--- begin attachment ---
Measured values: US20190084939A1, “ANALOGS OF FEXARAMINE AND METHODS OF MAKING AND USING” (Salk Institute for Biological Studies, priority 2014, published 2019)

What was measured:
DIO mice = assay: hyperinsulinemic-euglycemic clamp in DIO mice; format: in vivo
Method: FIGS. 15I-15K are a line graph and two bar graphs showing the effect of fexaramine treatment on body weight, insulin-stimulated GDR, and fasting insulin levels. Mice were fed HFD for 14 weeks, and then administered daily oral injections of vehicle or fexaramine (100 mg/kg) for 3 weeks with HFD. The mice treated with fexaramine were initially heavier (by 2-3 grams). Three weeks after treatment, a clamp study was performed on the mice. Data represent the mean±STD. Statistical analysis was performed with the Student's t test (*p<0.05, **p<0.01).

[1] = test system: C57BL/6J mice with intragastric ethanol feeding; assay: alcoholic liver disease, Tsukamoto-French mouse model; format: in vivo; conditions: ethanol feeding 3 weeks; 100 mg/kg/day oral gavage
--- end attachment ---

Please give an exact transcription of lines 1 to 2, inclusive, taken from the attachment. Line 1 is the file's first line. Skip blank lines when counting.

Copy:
Measured values: US20190084939A1, “ANALOGS OF FEXARAMINE AND METHODS OF MAKING AND USING” (Salk Institute for Biological Studies, priority 2014, published 2019)

What was measured: